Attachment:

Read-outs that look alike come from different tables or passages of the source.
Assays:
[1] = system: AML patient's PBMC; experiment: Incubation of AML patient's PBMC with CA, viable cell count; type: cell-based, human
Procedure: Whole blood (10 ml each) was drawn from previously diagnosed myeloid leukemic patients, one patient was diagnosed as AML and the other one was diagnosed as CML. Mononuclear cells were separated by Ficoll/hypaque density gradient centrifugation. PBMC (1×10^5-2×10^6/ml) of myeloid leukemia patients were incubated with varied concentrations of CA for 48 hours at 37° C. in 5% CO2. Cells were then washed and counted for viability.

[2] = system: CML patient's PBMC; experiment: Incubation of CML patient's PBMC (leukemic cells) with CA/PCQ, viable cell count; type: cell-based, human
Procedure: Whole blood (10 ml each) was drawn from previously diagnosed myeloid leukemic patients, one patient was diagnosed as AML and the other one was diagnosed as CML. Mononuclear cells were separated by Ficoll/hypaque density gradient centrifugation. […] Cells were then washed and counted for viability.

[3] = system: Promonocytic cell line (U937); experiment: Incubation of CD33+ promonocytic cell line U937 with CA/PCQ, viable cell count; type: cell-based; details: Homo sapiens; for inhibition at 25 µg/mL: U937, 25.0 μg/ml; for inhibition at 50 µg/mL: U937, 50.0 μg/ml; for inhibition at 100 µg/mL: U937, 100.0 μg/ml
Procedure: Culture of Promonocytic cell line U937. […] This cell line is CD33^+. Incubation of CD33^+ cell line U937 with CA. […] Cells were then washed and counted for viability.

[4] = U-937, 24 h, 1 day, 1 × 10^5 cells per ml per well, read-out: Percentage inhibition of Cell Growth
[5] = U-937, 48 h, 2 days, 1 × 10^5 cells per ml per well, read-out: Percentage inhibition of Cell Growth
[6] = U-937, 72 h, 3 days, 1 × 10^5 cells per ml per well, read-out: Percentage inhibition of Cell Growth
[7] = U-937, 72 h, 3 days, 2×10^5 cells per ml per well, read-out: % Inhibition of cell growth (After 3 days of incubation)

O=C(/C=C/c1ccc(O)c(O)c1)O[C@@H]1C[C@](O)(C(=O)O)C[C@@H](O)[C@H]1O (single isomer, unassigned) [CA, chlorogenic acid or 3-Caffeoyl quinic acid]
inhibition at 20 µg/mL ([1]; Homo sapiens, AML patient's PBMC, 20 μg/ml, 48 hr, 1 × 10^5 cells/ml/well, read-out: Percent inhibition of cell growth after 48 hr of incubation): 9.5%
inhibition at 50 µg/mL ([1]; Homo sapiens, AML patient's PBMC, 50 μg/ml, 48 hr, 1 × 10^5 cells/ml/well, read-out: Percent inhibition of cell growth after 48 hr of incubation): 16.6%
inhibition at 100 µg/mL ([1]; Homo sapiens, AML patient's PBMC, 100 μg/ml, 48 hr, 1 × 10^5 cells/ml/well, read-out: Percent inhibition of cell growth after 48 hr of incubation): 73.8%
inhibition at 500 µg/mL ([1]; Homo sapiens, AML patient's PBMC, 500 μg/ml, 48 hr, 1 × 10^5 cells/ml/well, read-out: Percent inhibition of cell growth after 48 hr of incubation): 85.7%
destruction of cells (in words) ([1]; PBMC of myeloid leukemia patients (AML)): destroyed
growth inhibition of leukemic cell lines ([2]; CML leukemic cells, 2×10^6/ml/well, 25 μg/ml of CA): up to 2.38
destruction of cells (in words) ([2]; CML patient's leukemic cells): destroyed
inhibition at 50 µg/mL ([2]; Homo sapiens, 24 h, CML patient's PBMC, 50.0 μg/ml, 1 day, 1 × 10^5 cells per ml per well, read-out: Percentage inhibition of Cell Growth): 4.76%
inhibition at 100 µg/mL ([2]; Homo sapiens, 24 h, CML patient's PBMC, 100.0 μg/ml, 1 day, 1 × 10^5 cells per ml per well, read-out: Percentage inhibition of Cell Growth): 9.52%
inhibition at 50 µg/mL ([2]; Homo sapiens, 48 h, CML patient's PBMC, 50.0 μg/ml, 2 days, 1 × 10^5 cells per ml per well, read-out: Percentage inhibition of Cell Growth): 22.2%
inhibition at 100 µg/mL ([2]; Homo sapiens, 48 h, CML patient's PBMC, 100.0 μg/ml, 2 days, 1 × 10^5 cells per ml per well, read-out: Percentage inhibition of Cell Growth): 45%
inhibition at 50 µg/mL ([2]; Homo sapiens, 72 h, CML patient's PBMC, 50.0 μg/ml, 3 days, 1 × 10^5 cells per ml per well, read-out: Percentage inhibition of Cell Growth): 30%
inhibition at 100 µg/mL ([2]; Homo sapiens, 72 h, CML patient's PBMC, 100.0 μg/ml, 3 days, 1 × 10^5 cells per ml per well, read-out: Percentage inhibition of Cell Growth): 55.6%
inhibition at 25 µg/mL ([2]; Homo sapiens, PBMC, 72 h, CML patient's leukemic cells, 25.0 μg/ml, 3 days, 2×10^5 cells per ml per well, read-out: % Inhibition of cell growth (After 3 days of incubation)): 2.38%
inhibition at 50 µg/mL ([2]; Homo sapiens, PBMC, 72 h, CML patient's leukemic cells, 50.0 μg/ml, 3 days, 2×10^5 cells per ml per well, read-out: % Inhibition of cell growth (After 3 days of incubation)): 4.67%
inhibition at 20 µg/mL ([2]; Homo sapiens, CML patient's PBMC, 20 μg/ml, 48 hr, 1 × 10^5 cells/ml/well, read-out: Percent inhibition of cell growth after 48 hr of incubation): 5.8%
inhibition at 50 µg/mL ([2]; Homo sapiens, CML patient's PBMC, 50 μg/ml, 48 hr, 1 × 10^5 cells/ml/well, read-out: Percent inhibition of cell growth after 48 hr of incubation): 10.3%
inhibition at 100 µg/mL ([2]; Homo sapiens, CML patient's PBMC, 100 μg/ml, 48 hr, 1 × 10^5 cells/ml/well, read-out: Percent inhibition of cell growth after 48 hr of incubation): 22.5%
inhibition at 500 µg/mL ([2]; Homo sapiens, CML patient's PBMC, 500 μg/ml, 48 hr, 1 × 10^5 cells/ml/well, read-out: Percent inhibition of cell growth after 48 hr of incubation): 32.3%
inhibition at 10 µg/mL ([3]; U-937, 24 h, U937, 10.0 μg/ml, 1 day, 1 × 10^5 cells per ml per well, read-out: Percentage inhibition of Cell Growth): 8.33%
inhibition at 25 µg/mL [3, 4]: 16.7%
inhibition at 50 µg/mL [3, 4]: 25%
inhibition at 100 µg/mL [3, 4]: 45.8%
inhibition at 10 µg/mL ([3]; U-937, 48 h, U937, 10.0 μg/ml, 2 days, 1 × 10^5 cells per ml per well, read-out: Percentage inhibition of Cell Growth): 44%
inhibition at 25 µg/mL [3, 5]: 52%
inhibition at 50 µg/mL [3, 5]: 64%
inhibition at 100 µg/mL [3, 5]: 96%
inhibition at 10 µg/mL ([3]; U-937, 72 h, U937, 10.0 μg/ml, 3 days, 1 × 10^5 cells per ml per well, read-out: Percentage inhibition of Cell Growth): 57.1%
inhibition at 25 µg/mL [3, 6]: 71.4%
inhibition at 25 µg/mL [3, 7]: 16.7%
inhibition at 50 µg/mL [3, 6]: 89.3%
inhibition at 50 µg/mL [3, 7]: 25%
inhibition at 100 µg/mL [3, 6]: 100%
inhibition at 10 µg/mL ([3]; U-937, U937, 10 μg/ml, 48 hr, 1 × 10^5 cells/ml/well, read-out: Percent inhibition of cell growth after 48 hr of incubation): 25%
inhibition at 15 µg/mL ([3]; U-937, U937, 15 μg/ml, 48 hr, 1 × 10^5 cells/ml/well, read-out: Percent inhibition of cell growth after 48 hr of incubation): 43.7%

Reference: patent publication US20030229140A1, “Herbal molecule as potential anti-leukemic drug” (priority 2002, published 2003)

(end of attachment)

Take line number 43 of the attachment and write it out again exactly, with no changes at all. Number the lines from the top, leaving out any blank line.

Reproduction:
inhibition at 25 µg/mL [3, 7]: 16.7%